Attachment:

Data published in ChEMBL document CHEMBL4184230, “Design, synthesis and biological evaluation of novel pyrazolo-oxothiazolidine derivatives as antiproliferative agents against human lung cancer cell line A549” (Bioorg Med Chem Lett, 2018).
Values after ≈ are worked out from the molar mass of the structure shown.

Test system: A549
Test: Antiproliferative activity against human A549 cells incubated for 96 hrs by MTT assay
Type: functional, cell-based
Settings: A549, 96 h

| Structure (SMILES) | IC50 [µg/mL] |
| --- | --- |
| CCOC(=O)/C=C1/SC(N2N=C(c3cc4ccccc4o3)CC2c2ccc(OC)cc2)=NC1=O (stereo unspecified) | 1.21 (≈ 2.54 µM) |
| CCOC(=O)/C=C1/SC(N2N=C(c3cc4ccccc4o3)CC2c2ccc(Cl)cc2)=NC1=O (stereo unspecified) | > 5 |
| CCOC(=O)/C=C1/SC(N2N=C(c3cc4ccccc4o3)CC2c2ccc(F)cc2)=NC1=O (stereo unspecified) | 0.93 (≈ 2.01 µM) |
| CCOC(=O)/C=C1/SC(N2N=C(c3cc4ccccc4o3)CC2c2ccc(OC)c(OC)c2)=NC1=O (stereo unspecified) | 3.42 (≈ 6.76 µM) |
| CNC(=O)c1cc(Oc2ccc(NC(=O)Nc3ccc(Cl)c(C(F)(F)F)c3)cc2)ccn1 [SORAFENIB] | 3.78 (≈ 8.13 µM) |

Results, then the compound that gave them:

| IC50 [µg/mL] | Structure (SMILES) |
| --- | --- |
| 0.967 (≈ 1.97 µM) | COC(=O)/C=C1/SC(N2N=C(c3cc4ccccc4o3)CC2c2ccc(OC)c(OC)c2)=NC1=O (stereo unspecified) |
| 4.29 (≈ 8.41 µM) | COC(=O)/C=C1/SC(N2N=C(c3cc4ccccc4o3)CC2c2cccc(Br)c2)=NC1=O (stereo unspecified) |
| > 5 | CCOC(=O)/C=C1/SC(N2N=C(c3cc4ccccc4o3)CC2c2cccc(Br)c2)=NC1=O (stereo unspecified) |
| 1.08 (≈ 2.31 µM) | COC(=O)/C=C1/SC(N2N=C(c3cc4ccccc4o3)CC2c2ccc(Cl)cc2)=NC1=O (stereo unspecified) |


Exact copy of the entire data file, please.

Data published in ChEMBL document CHEMBL4184230, “Design, synthesis and biological evaluation of novel pyrazolo-oxothiazolidine derivatives as antiproliferative agents against human lung cancer cell line A549” (Bioorg Med Chem Lett, 2018).
Values after ≈ are worked out from the molar mass of the structure shown.

Test system: A549
Test: Antiproliferative activity against human A549 cells incubated for 96 hrs by MTT assay
Type: functional, cell-based
Settings: A549, 96 h

| Structure (SMILES) | IC50 [µg/mL] |
| --- | --- |
| CCOC(=O)/C=C1/SC(N2N=C(c3cc4ccccc4o3)CC2c2ccc(OC)cc2)=NC1=O (stereo unspecified) | 1.21 (≈ 2.54 µM) |
| CCOC(=O)/C=C1/SC(N2N=C(c3cc4ccccc4o3)CC2c2ccc(Cl)cc2)=NC1=O (stereo unspecified) | > 5 |
| CCOC(=O)/C=C1/SC(N2N=C(c3cc4ccccc4o3)CC2c2ccc(F)cc2)=NC1=O (stereo unspecified) | 0.93 (≈ 2.01 µM) |
| CCOC(=O)/C=C1/SC(N2N=C(c3cc4ccccc4o3)CC2c2ccc(OC)c(OC)c2)=NC1=O (stereo unspecified) | 3.42 (≈ 6.76 µM) |
| CNC(=O)c1cc(Oc2ccc(NC(=O)Nc3ccc(Cl)c(C(F)(F)F)c3)cc2)ccn1 [SORAFENIB] | 3.78 (≈ 8.13 µM) |

Results, then the compound that gave them:

| IC50 [µg/mL] | Structure (SMILES) |
| --- | --- |
| 0.967 (≈ 1.97 µM) | COC(=O)/C=C1/SC(N2N=C(c3cc4ccccc4o3)CC2c2ccc(OC)c(OC)c2)=NC1=O (stereo unspecified) |
| 4.29 (≈ 8.41 µM) | COC(=O)/C=C1/SC(N2N=C(c3cc4ccccc4o3)CC2c2cccc(Br)c2)=NC1=O (stereo unspecified) |
| > 5 | CCOC(=O)/C=C1/SC(N2N=C(c3cc4ccccc4o3)CC2c2cccc(Br)c2)=NC1=O (stereo unspecified) |
| 1.08 (≈ 2.31 µM) | COC(=O)/C=C1/SC(N2N=C(c3cc4ccccc4o3)CC2c2ccc(Cl)cc2)=NC1=O (stereo unspecified) |